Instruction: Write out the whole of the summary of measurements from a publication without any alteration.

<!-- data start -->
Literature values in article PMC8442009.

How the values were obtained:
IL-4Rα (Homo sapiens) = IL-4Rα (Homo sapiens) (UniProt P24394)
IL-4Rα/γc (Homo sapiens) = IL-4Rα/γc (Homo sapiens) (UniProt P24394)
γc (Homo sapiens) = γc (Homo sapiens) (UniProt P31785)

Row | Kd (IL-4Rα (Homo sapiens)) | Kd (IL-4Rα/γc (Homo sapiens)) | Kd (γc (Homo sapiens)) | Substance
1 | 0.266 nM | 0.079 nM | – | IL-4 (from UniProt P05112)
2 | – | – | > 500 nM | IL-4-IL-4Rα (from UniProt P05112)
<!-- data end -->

Literature values in article PMC8442009.

How the values were obtained:
IL-4Rα (Homo sapiens) = IL-4Rα (Homo sapiens) (UniProt P24394)
IL-4Rα/γc (Homo sapiens) = IL-4Rα/γc (Homo sapiens) (UniProt P24394)
γc (Homo sapiens) = γc (Homo sapiens) (UniProt P31785)

Row | Kd (IL-4Rα (Homo sapiens)) | Kd (IL-4Rα/γc (Homo sapiens)) | Kd (γc (Homo sapiens)) | Substance
1 | 0.266 nM | 0.079 nM | – | IL-4 (from UniProt P05112)
2 | – | – | > 500 nM | IL-4-IL-4Rα (from UniProt P05112)